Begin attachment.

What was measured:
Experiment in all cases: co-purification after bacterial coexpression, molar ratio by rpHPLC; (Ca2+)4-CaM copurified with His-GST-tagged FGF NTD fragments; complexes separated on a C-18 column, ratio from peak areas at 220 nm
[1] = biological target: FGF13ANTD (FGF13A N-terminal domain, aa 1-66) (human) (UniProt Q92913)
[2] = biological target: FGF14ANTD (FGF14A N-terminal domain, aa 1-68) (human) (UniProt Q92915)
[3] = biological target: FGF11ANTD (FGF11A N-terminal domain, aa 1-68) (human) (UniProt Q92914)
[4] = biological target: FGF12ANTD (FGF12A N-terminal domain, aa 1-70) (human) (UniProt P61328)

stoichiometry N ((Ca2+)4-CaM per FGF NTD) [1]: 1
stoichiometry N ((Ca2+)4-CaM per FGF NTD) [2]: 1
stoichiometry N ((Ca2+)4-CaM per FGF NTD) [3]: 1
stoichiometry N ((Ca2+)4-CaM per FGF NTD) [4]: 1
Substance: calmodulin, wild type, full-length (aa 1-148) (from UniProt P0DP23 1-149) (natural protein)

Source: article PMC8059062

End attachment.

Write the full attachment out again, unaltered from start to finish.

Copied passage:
What was measured:
Experiment in all cases: co-purification after bacterial coexpression, molar ratio by rpHPLC; (Ca2+)4-CaM copurified with His-GST-tagged FGF NTD fragments; complexes separated on a C-18 column, ratio from peak areas at 220 nm
[1] = biological target: FGF13ANTD (FGF13A N-terminal domain, aa 1-66) (human) (UniProt Q92913)
[2] = biological target: FGF14ANTD (FGF14A N-terminal domain, aa 1-68) (human) (UniProt Q92915)
[3] = biological target: FGF11ANTD (FGF11A N-terminal domain, aa 1-68) (human) (UniProt Q92914)
[4] = biological target: FGF12ANTD (FGF12A N-terminal domain, aa 1-70) (human) (UniProt P61328)

stoichiometry N ((Ca2+)4-CaM per FGF NTD) [1]: 1
stoichiometry N ((Ca2+)4-CaM per FGF NTD) [2]: 1
stoichiometry N ((Ca2+)4-CaM per FGF NTD) [3]: 1
stoichiometry N ((Ca2+)4-CaM per FGF NTD) [4]: 1
Substance: calmodulin, wild type, full-length (aa 1-148) (from UniProt P0DP23 1-149) (natural protein)

Source: article PMC8059062